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Cancer: Prostate Message Board


Cancer: Prostate Board Index


[COLOR="DarkGreen"]Hi hulk,

I'd like to extend my own welcome to the Board, though I'm sorry you had the need to join us! :wave:

I'll respond to your first and third posts with some thoughts in green.[/COLOR]

[QUOTE=hulk1989;4702604]I was just diagnosed with prostate cancer. Looking for information on treatments. My PSA is 18, Biopsy showed 4 of 12 cores positive with a gleason score of 4+3=7 with perineural invasion present.[/QUOTE]

[COLOR="darkgreen"]I'll give you the unfavorable news first. You have probably already realized that your case is aggressive, as mentioned also by harpman. Prostate cancer cases are conventionally divided into three risk groups, low-, intermediate-, and high risk, depending on your PSA, Gleason score and stage. You have not indicated your stage, but both the PSA level and Gleason score would indicate higher risk. There are other factors that can also be considered; 4 of 12 cores positive, 33% of the total cores, is just below the higher risk threshold. I'm thinking your PSA probably rose by more than 2.0 in the past year, which would be an independent predictor of higher risk.

Now here's the good news. Prostate cancer screening, case evaluation, decision making, treatment and treatment support have all improved greatly in the past several decades, with major improvement each decade. Moreover, research has demonstrated that even high-risk prostate cancer patients enjoy a 95% survival at the ten year mark, and that statistic was from a number of years ago; survival is almost certainly higher today.

I'm in that group, and I share some similar case characteristics with you: baseline PSA in December 1999 113.6; stage 3 with suspected seminal vesicle invasion; Gleason 4+3=7, determined by an expert pathologist; all cores positive, most 100% cancer; and perineural invasion. Yet I'm doing very well in my twelfth year as a survivor. In fact, I'm now on vacation from the heavy-duty drugs in my triple androgen deprivation therapy (hormonal therapy) approach, and my quality of life is just as good as it was before I was diagnosed, except that I'm feeling some of the effects of age.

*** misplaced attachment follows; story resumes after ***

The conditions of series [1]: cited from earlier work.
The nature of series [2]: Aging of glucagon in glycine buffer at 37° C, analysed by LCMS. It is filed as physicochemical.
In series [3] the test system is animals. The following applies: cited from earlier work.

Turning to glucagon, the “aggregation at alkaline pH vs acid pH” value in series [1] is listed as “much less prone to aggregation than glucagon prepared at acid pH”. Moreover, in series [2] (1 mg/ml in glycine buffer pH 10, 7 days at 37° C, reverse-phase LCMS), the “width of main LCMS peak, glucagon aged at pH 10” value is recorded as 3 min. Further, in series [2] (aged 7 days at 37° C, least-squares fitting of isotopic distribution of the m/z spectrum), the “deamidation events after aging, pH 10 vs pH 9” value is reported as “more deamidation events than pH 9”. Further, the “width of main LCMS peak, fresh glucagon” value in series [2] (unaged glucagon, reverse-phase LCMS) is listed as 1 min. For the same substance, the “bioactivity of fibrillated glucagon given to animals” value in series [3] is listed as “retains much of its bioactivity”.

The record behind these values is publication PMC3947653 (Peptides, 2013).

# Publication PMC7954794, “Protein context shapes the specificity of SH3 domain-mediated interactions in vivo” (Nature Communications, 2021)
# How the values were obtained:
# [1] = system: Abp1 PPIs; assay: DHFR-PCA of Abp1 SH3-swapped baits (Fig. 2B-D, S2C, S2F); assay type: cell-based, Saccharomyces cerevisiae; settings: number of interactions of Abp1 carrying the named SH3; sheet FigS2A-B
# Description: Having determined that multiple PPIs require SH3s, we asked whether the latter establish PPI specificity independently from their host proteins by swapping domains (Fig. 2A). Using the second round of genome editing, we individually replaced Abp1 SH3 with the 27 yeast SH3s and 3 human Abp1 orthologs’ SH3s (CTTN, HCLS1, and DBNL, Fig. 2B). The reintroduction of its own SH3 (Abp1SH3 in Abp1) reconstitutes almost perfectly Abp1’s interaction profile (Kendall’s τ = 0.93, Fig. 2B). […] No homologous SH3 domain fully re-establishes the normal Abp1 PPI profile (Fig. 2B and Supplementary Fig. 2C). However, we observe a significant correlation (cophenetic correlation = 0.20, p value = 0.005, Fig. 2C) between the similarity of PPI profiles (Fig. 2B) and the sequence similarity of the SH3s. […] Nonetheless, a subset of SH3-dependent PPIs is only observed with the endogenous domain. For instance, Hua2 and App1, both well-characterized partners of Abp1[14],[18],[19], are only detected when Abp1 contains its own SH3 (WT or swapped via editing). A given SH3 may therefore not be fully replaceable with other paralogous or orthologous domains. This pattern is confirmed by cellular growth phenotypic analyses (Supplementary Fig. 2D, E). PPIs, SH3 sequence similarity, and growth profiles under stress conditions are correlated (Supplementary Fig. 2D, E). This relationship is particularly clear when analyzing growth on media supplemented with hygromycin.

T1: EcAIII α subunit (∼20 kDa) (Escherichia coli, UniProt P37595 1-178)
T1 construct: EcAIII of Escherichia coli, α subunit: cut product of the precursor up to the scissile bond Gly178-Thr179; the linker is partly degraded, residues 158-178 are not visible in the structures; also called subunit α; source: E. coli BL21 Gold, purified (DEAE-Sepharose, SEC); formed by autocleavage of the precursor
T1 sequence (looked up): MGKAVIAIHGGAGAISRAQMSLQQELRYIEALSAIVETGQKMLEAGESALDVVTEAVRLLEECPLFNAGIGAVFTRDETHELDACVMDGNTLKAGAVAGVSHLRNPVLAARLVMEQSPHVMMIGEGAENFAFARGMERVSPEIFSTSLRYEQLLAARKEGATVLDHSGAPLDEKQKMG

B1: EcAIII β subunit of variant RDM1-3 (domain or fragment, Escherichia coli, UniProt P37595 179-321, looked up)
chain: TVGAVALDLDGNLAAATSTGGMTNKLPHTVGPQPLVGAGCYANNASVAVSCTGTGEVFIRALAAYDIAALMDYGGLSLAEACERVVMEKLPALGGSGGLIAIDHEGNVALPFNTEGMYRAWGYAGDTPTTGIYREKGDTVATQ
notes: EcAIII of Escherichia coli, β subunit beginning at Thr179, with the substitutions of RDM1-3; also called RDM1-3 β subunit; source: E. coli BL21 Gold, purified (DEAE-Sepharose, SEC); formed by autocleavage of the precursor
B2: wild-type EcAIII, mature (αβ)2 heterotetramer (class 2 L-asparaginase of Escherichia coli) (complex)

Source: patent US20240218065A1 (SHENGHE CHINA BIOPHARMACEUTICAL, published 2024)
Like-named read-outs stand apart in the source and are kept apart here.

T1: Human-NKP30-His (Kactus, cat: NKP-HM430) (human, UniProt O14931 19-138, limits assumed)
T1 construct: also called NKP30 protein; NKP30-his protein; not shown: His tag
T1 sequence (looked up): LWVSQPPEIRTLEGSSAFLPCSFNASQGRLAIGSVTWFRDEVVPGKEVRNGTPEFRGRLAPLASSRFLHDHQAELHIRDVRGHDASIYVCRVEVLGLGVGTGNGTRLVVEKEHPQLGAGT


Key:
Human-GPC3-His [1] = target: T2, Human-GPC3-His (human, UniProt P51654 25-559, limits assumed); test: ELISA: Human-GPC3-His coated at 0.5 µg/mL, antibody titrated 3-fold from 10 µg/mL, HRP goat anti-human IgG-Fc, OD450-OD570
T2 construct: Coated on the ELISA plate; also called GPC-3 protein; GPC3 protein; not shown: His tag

In your third post you wrote:[/COLOR]

[QUOTE]Harpman
Thank you for the response to my post. I have been to 2 different Urologists and they have both suggested surgery which concerns me conidering the possible side effects involved. As for the proton beam therapy how many treatments did it require for your treatment? Is it a daily thing? When searching for proton treatment centers the closest one to my area is in Oklahoma City, have you heard anything about this center? The main ones that seem to come up on message boards are Loma Linda, Johns Hopkins, and the center in Florida. [/QUOTE]

[COLOR="darkgreen"]In view of your case characteristics, I'm disappointed but not shocked that two urologists suggested surgery. I'm a now savvy layman with no enrolled medical education under my belt, but it does not take a genius to figure out that surgery for you would be a long shot for success with a strong probability of those side effects you are concerned about. There is a key table that is almost universally used to gauge the likelihood that surgery will cure prostate cancer. It's known as the Partin Table. You can find it published numerous places, but the one I use is from the original 2002 edition of a book you should get: "A Primer on Prostate Cancer -- The Empowered Patient's Guide", by Dr. Stephen B. Strum, MD, and Donna Pogliano, wife of a PC survivor. (The 2005 revised edition is quite similar but has a few more items covered.)